And the object of negation that one is to be isolated from is conceiving those three winds to be different from the tones of the three letters. And the purpose of isolation is indivisibly uniting the three tones of the winds arising, entering, and abiding and the tones of the three letters. And this is done via vajra recitation.

In vajra recitation the three syllables refer to oṃ, āḥ, and hūṃ. The tone of the syllable hūṃ corresponds to the winds arising, where the term arising indicates that the winds leave their usual location or seat and begin to move to a different location. The tone of the syllable oṃ corresponds to the winds “entering,” or returning after moving. The tone of the syllable āḥ corresponds to the winds temporarily abiding in a specific location without moving. Therefore the tone of the syllables hūṃ, oṃ, and āḥ correspond to the winds arising, entering, and abiding.

Vajra recitation also means repetition and the act of reproducing. Therefore in mantra recitation the sound of the mantra is repeated, or reproduced, continuously. Breathing is also a rhythmic movement of wind with three repeated phases: (1) the exhalation of wind from the nostrils, (2) the inhalation of wind, (3) a short period where the wind abides before it is again exhaled. Vajra recitation is the natural, uncontrived occurrence of the rising, entering, and abiding of the winds. The word vajra in vajra recitation conveys not only the meaning of something that cannot be destroyed by others but also something that exists naturally, from the beginning.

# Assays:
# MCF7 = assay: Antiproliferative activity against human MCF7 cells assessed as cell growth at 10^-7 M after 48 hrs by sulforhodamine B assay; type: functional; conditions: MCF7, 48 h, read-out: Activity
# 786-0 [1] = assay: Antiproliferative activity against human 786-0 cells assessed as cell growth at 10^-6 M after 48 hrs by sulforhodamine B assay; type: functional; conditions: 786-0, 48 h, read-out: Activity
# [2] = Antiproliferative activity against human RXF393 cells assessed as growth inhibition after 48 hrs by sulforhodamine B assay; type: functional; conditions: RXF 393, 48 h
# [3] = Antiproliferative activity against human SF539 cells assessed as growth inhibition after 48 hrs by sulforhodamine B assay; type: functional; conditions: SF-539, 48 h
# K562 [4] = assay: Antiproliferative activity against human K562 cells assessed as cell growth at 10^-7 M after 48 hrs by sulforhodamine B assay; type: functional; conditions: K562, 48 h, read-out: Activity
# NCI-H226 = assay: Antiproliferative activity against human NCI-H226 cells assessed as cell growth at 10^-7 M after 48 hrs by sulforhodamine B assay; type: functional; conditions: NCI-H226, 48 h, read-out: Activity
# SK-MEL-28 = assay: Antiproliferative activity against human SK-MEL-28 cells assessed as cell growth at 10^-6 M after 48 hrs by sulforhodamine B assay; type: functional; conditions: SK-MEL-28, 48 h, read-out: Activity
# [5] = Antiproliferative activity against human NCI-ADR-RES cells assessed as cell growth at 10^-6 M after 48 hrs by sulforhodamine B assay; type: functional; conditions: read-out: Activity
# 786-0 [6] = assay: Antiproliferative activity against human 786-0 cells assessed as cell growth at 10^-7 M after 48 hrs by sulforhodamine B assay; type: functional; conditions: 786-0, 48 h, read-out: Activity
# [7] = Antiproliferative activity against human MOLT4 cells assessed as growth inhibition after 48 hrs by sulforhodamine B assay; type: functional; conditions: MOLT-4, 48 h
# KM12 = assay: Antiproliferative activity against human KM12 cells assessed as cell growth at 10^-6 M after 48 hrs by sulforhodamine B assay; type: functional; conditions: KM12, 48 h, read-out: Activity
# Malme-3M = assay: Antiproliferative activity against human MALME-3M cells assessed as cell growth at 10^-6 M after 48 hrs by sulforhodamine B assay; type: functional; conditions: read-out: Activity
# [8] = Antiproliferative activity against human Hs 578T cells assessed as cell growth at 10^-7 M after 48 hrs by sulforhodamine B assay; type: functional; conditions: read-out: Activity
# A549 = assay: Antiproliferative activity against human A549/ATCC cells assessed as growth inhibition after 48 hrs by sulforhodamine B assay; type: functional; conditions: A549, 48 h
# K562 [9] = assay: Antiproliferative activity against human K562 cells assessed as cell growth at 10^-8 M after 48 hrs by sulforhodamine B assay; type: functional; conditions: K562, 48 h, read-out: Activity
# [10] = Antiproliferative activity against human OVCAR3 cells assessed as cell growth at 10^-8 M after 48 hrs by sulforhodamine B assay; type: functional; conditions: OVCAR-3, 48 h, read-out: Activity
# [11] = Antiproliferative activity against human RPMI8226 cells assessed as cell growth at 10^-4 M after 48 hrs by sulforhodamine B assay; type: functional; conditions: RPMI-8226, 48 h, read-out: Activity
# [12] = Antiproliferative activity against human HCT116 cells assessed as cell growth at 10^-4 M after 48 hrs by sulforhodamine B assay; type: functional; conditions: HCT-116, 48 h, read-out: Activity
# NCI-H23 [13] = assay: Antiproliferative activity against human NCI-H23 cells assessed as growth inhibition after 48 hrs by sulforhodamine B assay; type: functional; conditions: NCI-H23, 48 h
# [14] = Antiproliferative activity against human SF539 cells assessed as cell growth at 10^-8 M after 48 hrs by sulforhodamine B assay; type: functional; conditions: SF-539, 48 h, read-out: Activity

If we meditate on seeing the rising, entering, and abiding of the winds to be indivisible from the tone or vibration of the letters hūṃ, oṃ, and āḥ, in due course we will see that each of the winds possesses that specific nature. Then whenever the winds arise, enter, or abide in a specific location, they do so with the sound of the relevant syllable. Moreover this process blesses the winds as they rise, enter, and abide in specific locations, since these three syllables are the essence of the mantras of all deities and they carry the blessings of vajra body, vajra speech, and vajra mind.